In the interim between the mansion and the new park home, the Met decamped to what was then one of New York’s grandest private houses, the Douglas Cruger Mansion at 128 West 14th Street, on the south side of the street between 6th and 7th Avenues. After the passing of its owner, Harriet Douglas Cruger, the Museum leased the house, which offered five times the space of 681 5th Avenue, from April 1873 until its new Central Park site was ready. The free-standing mansion had been built in 1853–54 by architect James Renwick, when 14th Street was, for a while in the mid-19th century, the most prestigious address in New York. Long after the Met moved to Central Park, in 1914, Salvation Army’s Red Shield Club for Service Men took over the mansion, and 14 years later built its now-landmarked headquarters there.
The mansion is one of several connections between Greenwich Village and the Metropolitan Museum of Art. Read more at the museum’s entry in our Beyond the Village and Back map here.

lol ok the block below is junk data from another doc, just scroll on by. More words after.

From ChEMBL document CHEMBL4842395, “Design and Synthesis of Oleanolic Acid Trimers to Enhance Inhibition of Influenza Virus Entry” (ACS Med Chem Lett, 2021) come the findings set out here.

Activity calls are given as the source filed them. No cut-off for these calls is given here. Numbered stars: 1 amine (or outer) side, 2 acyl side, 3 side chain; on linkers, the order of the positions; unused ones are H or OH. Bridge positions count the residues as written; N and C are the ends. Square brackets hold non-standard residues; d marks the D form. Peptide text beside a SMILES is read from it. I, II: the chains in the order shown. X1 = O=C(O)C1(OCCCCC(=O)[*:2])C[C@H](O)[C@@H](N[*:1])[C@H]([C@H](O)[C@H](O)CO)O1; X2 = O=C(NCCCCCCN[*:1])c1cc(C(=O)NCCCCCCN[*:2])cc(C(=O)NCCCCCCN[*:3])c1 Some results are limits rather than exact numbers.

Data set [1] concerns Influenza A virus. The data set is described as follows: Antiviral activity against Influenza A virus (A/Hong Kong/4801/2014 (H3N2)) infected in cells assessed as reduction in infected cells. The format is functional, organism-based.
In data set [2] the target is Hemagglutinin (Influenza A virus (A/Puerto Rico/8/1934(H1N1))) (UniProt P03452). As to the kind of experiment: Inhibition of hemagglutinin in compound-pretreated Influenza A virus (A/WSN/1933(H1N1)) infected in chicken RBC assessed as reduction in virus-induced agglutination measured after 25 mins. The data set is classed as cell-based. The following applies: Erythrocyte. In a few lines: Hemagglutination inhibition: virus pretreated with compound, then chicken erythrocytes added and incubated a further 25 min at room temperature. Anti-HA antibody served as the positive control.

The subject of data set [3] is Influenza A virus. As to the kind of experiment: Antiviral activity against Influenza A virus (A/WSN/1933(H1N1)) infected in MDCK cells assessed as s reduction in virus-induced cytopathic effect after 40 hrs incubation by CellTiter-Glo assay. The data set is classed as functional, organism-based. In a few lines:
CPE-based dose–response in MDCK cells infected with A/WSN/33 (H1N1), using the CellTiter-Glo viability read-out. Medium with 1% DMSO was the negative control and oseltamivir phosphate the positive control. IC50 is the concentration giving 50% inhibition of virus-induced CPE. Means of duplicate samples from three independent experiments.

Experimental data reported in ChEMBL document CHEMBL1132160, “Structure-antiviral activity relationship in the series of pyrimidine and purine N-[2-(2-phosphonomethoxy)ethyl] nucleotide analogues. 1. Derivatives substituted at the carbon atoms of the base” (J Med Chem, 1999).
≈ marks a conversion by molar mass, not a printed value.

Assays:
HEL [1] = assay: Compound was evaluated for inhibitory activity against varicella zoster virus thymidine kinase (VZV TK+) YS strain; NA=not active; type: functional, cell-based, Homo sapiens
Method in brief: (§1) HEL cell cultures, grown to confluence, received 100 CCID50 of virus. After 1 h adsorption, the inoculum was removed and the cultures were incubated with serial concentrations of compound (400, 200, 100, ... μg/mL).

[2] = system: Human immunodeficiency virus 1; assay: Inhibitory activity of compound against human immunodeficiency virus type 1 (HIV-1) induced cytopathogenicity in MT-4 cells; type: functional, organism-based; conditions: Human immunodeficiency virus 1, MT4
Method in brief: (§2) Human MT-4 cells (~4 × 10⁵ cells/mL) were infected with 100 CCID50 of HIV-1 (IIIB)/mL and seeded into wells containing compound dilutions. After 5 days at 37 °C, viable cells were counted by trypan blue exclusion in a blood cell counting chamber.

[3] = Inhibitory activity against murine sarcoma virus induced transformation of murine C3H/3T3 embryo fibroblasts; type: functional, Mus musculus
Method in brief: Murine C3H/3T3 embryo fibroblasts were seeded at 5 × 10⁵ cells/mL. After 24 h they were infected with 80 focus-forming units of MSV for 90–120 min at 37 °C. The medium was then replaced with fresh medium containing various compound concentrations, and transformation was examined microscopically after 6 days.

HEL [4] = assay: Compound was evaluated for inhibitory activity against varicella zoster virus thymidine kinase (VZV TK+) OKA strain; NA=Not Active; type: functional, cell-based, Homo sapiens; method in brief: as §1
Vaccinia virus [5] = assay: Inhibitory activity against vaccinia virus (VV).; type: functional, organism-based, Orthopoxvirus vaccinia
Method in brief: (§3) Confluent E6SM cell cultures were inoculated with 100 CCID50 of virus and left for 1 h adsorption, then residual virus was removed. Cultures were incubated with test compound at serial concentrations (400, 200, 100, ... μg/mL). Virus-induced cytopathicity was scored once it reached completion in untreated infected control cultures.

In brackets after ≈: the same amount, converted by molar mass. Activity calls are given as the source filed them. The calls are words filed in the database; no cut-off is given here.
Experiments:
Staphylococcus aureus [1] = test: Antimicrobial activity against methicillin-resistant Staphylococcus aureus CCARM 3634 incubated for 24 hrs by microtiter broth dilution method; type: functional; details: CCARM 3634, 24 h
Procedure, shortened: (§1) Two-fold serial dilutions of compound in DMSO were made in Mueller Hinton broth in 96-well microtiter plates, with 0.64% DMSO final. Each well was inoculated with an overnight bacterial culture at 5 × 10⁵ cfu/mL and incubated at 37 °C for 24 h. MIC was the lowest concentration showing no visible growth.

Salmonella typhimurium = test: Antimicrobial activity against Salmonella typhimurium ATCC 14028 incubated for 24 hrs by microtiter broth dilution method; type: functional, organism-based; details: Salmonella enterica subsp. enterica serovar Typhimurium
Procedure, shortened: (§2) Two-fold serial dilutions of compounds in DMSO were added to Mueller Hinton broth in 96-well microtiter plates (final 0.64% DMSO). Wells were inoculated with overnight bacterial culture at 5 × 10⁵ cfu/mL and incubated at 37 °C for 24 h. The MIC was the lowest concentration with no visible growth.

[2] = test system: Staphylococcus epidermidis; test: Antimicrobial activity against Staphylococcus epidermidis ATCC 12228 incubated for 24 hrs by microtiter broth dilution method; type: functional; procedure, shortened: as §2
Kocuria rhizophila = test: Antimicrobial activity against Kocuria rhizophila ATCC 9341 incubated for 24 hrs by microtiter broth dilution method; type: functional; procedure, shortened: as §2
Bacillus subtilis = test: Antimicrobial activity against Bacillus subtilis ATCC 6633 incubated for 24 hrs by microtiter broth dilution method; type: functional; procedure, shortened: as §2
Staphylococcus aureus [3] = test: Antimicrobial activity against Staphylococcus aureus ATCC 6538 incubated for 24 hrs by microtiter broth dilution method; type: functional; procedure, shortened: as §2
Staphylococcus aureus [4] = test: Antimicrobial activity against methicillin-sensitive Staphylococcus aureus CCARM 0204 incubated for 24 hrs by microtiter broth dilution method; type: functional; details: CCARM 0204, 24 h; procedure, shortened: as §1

Whitney Museum of American Art, 99 Gansevoort Street
The Whitney Museum moved to its new Gansevoort Street home in the West Village in 2011, but it gained renown as a world-respected institution in the decades it spent uptown, in the Marcel Breuer–designed Brutalist building at 945 Madison Avenue. When it opened in September 1966, New York Times architecture critic Ada Louise Huxtable noted that the inverted ziggurat-like structure had quickly become “the most disliked building in New York.” However, Huxtable also wrote that the building was a “harshly handsome … mannered tour de force in the current mode of architecture for sculpture’s sake.”
But how does a 20th-century gargantuan granite museum building on the Upper East Side tie back into the history of Greenwich Village? The Whitney Museum was founded in the heart of Greenwich Village at Gertrude Vanderbilt Whitney’s historic carriage house studio on MacDougal Alley in 1931. Whitney (1875–1942) was an American sculptor and influential art collector who hailed from the wealthy Vanderbilt family and married into the wealthy Whitney family (of Eli Whitney’s cotton-gin fame). Whitney used her immense financial resources to foster an environment for creative exploration in American art.